The ISM Code – Episode 2

ISM Implementation Phase One

The first major worldwide implementation of the ISM Code rolled over the shipping community on 1 July, 1998. In the build-up to that date the maritime press was full of dire warnings about the consequences of this dramatic legislation. The general shipping community expected something of a tidal wave of problems to start in the second half of that year. Instead a ripple of inconvenience barely interrupted normal business.

That implementation, four years ago, affected passenger ships (including passenger highspeed craft), oil tankers, gas carriers, bulk carriers and high-speed craft of 500 GRT and over.

ISM Implementation Phase Two

On 1 July this year the final implementation of the ISM Code scooped up almost every remaining commercial ship of significant size in the world. From the midpoint of 2002 all cargo ships of 500 GRT and above and mobile offshore drilling units must have an approved safety management system and be operating it. This now includes virtually every container ship and small coaster putting to sea for a foreign country. Although Ince & Co. do not foresee any particular problems for the operators of larger ships, such as container ships, in this final stage of implementation of ISM, there has been hardly a word in the press about the difficulties faced by operators of the generally smaller ships that this second stage will affect. Ince & Co. suspect that all concerned have treated this phase of implementation as a “non-event“ based on the experiences of 1998 – how seriously would you take a second Y2K warning?. As recently as February 2002 Ince & Co. discovered owners and operators of small general cargo ships to be completely ignorant of ISM, and it is not inconceivable that this ignorance is quite widespread amongst smaller ship operators.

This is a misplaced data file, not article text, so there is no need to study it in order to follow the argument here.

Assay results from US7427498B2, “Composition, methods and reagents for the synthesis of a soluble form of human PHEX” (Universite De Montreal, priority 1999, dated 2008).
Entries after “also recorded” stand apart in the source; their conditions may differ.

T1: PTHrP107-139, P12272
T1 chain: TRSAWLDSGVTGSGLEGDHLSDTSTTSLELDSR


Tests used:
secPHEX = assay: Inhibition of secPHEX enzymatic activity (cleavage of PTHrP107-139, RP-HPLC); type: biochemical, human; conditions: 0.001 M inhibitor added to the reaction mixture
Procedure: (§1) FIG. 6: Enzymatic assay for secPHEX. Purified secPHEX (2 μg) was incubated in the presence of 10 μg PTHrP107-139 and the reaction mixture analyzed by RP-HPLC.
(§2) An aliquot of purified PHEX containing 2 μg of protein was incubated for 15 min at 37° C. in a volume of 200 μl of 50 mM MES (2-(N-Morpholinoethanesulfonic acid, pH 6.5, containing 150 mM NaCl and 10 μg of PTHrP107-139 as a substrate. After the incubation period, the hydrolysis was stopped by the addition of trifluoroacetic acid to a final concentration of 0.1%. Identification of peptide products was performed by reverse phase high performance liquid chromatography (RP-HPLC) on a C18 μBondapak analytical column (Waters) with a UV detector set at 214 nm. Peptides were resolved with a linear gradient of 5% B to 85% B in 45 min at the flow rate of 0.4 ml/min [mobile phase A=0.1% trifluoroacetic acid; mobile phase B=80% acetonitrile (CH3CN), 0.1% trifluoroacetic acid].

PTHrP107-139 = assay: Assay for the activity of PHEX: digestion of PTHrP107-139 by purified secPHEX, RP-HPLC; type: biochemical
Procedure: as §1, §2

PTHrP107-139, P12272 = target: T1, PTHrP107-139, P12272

Methods of Implementation

It is necessary only to consider the differences between the types of ships involved in the first phase of implementation and some of the ships in this second stage to realise that a different approach is necessary in the preparatory stages of a safety management system. The tankers, bulk carriers and passenger ships that needed to comply by 1st July, 1998 were, in the main, relatively large ships. Admittedly bulk carriers can be as small as 3000 tonnes (or even less) but the vast majority are much larger with crew that require higher grades of certificates and with greater numbers onboard. Even though tankers can be quite small, due to the perceived increased pollution risk, this class of ship has been more tightly regulated than other types of ship for a number of years now. These factors probably made the transition into the ISM age much easier for operators of these ships.

A large amount of the world’s coastal trade is carried on by much smaller, more flexible ships that can enter much smaller ports and harbours. The operating margins on these ships in terms of absolute profit are often much less than the pro rata profit margin on a larger ship. Furthermore regulations often require a much lower grade certificate of competency for an officer in the same rank on these small ships. A lower grade of certificate means a lower level of training and/or academic achievement at the very least. With the small number of personnel that are carried onboard smaller ships, with the consequential reduced capacity for extra paperwork, and the potential reduced calibre of officers, it is easy to see that a safety management system prepared for a large bulk carrier would be inappropriate for a small general cargo ship of 1000 GRT.